There was 1:49 left on the clock. Nebraska held a 13-6 lead and had a 99.5% chance of winning. But then craziness ensued. The Cornhuskers decided to throw the ball on two straight plays, giving the timeout-less Illini life in the process. Illinois got the ball back and found themselves inside the opposing 10-yard line after a 50-yard strike to a wide open Malik Turner.
From there, Wes Lunt targeted Geronimo Allison four times in the endzone. The first three tries yielded two separate pass interference calls on the defense and it was first-and-goal from the 2-yard line. On Illinois' final play of the afternoon, Lunt dropped back and found Allison for the game-winning score. A perfectly executed squib kick ensued and the Cornhuskers didn't have any time to answer.
I was screaming and jumping and couldn't feel my fingers or toes. But sitting through the cold was all worth it in the end because Illinois had defeated Nebraska in football for the first time since 1924.
Players of the Game
1. The Defense
How do you choose just three players after a game like that? I can't. The entire defense stepped up in a big way yesterday. It turns out the advanced stats weren't lying to us after all.
This was the best defensive performance since the program's 2011 victory over Arizona State. The line got good push up front against the Nebraska offensive line. Getting consistent penetration against a team like Nebraska is major improvement over the past couple of seasons. Duwaune Smoot stood out once again, coming up with big plays throughout the afternoon including a big sack to force the Cornhuskers out of field goal range.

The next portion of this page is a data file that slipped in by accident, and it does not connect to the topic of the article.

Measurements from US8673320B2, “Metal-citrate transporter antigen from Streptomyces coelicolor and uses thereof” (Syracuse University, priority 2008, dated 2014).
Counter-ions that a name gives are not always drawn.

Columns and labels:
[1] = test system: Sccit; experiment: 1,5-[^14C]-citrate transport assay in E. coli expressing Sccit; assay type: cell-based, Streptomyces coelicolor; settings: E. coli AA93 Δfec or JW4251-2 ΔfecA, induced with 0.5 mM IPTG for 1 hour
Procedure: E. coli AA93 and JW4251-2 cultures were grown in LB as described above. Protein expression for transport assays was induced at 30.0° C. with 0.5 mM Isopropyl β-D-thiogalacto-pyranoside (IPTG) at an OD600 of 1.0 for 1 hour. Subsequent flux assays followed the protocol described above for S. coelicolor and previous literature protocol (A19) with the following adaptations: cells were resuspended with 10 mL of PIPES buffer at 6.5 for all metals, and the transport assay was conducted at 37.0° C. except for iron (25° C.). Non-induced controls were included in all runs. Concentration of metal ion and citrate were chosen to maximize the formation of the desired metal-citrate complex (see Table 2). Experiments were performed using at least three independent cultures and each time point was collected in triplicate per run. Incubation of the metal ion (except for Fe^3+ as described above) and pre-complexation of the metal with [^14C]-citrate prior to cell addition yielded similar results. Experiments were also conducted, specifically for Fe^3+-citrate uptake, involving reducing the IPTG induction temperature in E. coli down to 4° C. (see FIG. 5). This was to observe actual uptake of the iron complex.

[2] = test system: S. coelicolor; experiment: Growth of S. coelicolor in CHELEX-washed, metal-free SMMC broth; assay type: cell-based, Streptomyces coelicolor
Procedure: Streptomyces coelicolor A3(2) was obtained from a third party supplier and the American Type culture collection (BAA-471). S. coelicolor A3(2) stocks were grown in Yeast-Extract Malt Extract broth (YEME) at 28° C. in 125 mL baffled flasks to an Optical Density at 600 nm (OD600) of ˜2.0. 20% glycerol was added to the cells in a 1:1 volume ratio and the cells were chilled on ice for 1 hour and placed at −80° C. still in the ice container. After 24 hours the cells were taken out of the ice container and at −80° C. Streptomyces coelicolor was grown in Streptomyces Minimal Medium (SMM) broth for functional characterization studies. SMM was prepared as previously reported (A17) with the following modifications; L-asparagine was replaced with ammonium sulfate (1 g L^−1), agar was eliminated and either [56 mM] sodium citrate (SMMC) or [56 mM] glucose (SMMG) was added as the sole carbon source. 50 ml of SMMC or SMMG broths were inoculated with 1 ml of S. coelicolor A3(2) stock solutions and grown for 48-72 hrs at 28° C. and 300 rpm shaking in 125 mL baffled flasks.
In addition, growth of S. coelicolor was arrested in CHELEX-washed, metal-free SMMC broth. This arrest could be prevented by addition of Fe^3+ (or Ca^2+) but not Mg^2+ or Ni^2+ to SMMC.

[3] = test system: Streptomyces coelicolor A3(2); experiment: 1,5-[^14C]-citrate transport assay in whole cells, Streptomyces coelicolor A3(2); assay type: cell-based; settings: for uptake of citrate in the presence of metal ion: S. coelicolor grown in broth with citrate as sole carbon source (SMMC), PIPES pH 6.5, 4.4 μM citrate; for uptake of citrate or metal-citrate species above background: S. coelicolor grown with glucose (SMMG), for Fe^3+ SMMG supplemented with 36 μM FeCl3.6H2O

The linebackers also played well. TJ Neal and Mason Monheim each had 10 tackles on the day while Eric Finney, who might be Illinois' most improved player, was flying around the field.
And last, but certainly not least, the secondary played a fantastic game. They collectively held Jordan Westerkamp, Nebraska's best receiver, to 1 catch for -1 yards. They also had 6 pass breakups, which indicates they were consistently in positions to make plays. Taylor Barton and Clayton Fejedulum delivered some hard hits, and V'Angelo Bentley andEaton Spence stayed on their assignments. Even rotational guys like Jaylen Dunlap and Davontay Kwaaning made an impact.
2. Wes Lunt and the Receivers
The passing attack looked horrible for just about the entire game: dropped passes, miscommunications, etc. But that doesn't matter. They were brilliant on the final drive of the game. The final minute was as good as I've seen Lunt at Illinois -- he was absolutely determined to move his team down the field.
Malik Turner did the one thing Nebraska was supposed to not let him do: get behind the defensive backs. He pulled down the bomb from Lunt and, just like that, Illinois was in scoring range. From there it was all Geronimo Allison. He hauled in the deciding touchdown and ended up with 8 catches for a total of 91 yards -- he's now leading the Big Ten in receptions and reception yards.
3. The Freshmen
Ke'Shawn Vaughn played the best game of his young career after Josh Ferguson went down. The Cornhuskers could not stop the true freshman as he rushed for 110 yards on 24 carries. Vaughn is a workhorse back that has the potential to carry this team for years to come. Hopefully Ferguson's injury isn't too serious as the duo can be quite the 1-2 punch the rest of the way.
Sam Mays and Desmond Cain were also huge in the passing game. Cain caught some good balls from Lunt when it seemed like none of the other receivers were able to make a play; he finished with 4 catches for 40 yards and continues to be a relative constant.
There are still certainly things to patch up from Illinois' perspective, but the Illini dominated this game and should've won easily. Regardless, this is a great way to gain confidence for Big Ten season. Illinois now needs just two more for a bowl game, and to match their conference win total from a season ago.
Next up on the schedule is a trip to face the 5-0 Iowa Hawkeyes in what could be Illinois' toughest test to date.